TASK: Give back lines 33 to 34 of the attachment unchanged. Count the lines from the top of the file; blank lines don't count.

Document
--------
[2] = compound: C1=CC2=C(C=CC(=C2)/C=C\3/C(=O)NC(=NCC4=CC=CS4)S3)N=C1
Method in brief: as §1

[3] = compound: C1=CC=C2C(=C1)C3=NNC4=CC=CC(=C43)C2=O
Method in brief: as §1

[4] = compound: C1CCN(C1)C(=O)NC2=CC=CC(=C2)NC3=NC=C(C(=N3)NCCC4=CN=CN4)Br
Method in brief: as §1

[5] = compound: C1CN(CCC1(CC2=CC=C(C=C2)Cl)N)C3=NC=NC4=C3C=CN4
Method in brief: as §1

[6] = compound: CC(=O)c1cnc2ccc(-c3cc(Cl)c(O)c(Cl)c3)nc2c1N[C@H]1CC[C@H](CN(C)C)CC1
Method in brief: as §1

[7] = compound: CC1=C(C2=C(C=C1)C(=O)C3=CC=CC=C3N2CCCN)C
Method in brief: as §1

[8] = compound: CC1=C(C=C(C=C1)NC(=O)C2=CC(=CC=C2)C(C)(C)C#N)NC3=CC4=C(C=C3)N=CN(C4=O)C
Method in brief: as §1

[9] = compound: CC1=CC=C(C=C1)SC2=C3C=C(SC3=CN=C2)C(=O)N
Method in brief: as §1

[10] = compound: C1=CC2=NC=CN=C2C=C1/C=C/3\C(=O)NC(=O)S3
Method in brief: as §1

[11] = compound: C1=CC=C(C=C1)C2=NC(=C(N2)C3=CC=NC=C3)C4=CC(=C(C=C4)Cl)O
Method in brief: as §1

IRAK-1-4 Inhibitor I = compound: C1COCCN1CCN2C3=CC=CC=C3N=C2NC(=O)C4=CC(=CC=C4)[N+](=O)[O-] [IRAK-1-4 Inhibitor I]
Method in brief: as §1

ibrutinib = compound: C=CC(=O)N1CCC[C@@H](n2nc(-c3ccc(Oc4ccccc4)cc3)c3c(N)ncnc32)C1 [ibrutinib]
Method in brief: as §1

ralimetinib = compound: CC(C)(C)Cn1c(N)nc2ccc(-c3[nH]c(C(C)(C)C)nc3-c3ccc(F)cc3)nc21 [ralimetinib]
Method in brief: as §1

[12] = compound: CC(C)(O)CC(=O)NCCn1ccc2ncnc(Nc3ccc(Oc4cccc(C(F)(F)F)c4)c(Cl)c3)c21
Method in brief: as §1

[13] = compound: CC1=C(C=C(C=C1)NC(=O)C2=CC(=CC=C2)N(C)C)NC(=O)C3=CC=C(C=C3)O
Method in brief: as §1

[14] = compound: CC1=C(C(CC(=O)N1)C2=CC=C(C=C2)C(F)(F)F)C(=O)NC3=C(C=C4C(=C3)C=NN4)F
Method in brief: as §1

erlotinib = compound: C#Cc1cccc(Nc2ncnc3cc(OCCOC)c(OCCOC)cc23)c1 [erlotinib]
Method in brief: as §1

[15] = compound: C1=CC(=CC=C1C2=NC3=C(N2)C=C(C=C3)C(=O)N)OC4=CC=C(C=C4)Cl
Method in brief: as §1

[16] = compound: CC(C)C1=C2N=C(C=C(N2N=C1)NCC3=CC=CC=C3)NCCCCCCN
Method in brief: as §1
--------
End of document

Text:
erlotinib = compound: C#Cc1cccc(Nc2ncnc3cc(OCCOC)c(OCCOC)cc23)c1 [erlotinib]
Method in brief: as §1